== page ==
Guest blog by Daisy-Nelly Nji
These easy seed-starting pots can be made by the dozen and can be directly planted in soil after the seeds have sprouted as the paper rolls will decompose.
Empty toilet paper or paper towel rolls
Seeds (we used cat grass)
Clear, plastic container
Soil-less seed-starting mix
Step 1: Fold the roll into a square. By first folding the roll in half one way. Then, folding it in half the other way.
Step 2: Cut the toilet paper roll in half. Fold the roll in half one way and make a 3/4-inch cut, then fold the roll in half the other way and make another 3/4 inch cut. You should have 4 cuts in total on the bottom of your roll. Repeat this step on the other roll.
Step 3: Fold the bottom flap down first, then fold the left flap down, overlapping the bottom flap, then fold the top flap down, overlapping the left flap. Now here's the tricky part. Fold the right flap under the bottom flap and over the top flap. This holds the pot together. Repeat this step on the other pots.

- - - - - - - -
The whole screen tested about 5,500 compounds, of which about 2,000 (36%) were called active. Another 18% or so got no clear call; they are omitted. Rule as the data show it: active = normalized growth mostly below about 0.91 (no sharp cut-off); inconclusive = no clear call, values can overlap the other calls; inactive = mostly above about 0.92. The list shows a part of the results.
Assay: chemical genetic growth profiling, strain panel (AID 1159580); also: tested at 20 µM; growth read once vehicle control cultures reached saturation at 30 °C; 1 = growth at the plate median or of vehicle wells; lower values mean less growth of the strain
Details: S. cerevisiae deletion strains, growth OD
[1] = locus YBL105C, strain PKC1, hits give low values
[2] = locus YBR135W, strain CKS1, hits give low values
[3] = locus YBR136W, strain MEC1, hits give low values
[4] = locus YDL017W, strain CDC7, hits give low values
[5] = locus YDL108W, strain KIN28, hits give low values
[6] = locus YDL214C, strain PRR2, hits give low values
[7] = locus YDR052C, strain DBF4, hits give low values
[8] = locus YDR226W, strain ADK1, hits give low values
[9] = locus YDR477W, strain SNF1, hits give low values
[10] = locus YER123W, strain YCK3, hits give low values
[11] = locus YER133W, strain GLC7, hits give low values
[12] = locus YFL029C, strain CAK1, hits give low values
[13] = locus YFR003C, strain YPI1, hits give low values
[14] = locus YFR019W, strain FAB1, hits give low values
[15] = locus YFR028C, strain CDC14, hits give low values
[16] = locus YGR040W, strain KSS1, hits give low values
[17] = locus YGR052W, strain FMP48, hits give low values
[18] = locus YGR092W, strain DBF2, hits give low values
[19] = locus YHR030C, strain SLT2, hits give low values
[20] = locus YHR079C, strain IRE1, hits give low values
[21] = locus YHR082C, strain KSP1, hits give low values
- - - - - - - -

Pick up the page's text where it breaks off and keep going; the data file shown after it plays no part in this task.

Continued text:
Step 4: Fill the pot halfway with soil.
Step 5: Soak the soil with water. Then press out the excess water with your fingers.
Step 6: Add 2-3 seeds to each pot
Step 7: Add a tiny bit more soil to cover the seeds.
Step 8: Place the pots on a tray and put a plastic bowl on top of the pots to seal in moisture.
Step 9: Put in a sunny window. Check on them daily. Watering the seed pots as needed. After about two weeks your plants should begin to sprout and grow.
Step 10: Remove the plastic bowl and continue to care for the seedlings until they are ready to transplant to a bigger container or outdoors. Enjoy!
About the Author
Daisy-Nelly Nji is a senior journalism student at the University of Maryland. She is a multi-platform journalism major in the Philip Merrill College of Journalism. This spring, she is an editorial intern at Washington Gardener Magazine.
This is the re-boot of our monthly blog series on DIY projects for the home gardener. Look for the other installments in this DIY blog series by putting "DIY" in the search box here at washingtongardener.blogspot.